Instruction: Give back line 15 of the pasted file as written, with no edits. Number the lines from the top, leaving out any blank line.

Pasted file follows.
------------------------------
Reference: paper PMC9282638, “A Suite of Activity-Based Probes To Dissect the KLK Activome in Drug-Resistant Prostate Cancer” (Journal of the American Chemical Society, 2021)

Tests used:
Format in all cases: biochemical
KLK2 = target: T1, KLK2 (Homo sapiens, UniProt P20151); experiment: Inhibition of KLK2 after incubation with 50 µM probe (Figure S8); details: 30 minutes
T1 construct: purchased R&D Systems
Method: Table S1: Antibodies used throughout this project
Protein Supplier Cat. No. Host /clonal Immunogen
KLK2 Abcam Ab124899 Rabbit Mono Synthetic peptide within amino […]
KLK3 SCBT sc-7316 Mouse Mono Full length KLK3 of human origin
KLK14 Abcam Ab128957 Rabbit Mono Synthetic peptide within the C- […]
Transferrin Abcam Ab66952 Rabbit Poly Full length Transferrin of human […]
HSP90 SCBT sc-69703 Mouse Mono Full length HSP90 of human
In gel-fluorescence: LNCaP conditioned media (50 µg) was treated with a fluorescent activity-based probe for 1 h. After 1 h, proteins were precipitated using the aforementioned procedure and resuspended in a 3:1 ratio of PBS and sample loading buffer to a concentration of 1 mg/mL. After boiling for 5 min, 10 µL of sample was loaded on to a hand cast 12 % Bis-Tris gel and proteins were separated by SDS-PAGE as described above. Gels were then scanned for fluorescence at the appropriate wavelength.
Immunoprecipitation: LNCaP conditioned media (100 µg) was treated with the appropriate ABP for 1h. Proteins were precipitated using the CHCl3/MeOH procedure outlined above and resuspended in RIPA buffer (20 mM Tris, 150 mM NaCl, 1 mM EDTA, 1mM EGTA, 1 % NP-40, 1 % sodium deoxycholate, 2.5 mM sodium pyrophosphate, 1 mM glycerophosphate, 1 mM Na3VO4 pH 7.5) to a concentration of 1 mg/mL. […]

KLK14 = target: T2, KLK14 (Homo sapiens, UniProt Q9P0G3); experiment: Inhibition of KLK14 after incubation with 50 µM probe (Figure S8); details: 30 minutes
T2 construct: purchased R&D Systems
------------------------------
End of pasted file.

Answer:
KLK14 = target: T2, KLK14 (Homo sapiens, UniProt Q9P0G3); experiment: Inhibition of KLK14 after incubation with 50 µM probe (Figure S8); details: 30 minutes